Regarding “worlds without end,” the only explicit statement on the subject is D&C 76:112, which applies the phrase only to those in the telestial kingdom.

      • Jeff
        Thanks for a great article. Elder Bednar’s article in the Ensign was refreshing and even comforting, otherwise God would be “a partial God, and also a changeable God, and a respecter to persons; for how many [people] have died without [being sealed to righteous parents]!” The teaching attributed to Joseph never felt right – more like predestination. Thanks for both you and brother DeLange for commenting on it.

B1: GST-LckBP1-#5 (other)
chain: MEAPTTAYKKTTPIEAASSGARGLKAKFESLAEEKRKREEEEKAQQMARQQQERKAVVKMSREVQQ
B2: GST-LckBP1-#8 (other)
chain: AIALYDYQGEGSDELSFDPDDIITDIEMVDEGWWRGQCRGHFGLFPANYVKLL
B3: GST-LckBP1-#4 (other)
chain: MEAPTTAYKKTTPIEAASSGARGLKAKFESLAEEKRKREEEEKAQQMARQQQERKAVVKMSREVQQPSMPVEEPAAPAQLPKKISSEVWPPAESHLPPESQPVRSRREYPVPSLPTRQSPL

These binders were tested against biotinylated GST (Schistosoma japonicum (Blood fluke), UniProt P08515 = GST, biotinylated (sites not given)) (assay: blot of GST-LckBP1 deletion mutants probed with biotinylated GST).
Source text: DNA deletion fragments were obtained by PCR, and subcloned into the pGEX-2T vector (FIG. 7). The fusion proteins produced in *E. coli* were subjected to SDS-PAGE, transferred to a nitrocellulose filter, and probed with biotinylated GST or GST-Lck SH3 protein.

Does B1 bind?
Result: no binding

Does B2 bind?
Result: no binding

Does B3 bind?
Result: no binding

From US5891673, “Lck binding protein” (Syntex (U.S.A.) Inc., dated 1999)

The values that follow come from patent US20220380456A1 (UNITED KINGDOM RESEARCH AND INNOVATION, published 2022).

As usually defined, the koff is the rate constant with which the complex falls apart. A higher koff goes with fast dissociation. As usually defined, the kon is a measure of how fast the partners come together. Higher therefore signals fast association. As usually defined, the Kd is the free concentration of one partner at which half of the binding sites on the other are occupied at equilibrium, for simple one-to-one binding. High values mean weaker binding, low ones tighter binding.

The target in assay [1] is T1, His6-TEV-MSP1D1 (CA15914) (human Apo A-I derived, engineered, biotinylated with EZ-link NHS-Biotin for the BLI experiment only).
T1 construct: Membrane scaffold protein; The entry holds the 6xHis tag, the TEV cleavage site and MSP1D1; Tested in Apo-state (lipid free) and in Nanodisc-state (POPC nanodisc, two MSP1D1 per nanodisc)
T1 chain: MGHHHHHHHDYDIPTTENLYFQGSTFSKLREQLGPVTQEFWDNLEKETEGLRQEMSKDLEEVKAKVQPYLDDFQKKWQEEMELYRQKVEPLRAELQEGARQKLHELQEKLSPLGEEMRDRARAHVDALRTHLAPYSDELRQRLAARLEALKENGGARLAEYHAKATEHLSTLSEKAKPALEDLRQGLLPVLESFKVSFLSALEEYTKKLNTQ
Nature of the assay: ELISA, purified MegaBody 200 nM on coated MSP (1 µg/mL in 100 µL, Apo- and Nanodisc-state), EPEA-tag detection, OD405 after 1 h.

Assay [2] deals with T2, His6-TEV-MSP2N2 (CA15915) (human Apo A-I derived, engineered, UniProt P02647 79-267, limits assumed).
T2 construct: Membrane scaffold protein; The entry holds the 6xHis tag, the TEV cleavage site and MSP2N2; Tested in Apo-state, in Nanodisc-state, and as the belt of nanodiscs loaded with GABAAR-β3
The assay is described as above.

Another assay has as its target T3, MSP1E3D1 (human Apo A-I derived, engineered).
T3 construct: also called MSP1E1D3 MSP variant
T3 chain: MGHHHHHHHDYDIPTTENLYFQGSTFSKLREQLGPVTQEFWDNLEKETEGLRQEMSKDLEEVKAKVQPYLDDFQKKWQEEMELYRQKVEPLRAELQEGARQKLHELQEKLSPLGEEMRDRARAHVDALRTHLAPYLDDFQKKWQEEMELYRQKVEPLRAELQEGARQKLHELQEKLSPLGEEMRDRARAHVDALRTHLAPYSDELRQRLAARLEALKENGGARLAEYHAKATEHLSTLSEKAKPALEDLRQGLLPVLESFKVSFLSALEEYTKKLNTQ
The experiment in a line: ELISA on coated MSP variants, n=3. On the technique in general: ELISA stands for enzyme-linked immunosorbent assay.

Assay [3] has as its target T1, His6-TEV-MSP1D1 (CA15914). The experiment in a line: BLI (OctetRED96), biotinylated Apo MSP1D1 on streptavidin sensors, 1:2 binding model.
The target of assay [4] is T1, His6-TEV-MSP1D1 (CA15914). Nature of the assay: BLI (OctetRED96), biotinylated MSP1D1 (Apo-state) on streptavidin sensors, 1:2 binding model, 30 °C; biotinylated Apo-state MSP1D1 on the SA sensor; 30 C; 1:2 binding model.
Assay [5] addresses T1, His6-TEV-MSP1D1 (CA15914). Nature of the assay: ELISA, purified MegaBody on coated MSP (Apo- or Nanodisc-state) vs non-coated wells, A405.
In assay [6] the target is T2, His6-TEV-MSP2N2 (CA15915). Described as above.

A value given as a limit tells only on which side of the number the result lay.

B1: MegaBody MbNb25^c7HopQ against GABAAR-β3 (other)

• I appreciate Bro. DeLange’s comment and Bro. Bradshaw’s honesty in admitting that the doctrine of securing your children’s salvation by your own righteousness has been taught by General Authorities for years. (It is clear to me that that is what was taught. Please read their statements and the talks and articles that have been based upon these teachings.) The list of names provided by Bro. Bradshaw of church leaders who have taught this, including Presidents of the Church, can be multiplied with a google search. This previous doctrine brought comfort and hope to thousands of Latter day Saints for many years. This clarification by Elder Bednar changes dramatically the impact of these statements and, let’s be honest, disappointment to so many faithful parents who have exercised faith and hope upon this “doctrine”.